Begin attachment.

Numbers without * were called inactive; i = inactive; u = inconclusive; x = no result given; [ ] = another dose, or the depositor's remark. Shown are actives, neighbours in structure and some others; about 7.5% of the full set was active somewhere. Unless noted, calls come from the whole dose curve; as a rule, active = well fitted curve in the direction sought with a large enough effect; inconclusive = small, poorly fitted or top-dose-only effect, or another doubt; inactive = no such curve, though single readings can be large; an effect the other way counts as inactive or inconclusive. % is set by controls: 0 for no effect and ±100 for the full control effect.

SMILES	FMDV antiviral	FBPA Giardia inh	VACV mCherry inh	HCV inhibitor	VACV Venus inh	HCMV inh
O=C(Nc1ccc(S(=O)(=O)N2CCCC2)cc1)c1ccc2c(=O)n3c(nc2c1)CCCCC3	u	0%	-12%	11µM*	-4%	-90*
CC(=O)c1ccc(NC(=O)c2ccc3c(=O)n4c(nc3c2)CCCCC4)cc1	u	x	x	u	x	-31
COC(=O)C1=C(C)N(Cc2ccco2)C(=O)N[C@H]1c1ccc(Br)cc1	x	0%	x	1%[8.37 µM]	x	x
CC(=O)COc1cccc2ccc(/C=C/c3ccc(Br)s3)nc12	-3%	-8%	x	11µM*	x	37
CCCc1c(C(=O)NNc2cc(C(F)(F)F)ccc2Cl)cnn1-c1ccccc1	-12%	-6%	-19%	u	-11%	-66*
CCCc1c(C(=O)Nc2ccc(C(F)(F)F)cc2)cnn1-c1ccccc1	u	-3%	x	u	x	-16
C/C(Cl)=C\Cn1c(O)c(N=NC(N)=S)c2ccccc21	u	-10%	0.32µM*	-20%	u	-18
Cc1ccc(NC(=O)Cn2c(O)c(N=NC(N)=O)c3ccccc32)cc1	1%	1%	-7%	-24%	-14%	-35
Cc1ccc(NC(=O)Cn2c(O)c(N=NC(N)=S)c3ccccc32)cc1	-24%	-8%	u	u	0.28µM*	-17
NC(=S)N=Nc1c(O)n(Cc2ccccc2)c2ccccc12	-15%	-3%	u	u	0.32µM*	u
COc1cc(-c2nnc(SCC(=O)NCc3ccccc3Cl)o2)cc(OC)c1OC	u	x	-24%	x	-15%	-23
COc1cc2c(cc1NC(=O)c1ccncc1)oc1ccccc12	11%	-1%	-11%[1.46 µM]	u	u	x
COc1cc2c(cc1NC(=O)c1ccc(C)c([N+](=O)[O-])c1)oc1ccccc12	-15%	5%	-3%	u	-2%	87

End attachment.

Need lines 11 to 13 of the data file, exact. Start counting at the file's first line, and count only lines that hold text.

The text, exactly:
Cc1ccc(NC(=O)Cn2c(O)c(N=NC(N)=S)c3ccccc32)cc1	-24%	-8%	u	u	0.28µM*	-17
NC(=S)N=Nc1c(O)n(Cc2ccccc2)c2ccccc12	-15%	-3%	u	u	0.32µM*	u
COc1cc(-c2nnc(SCC(=O)NCc3ccccc3Cl)o2)cc(OC)c1OC	u	x	-24%	x	-15%	-23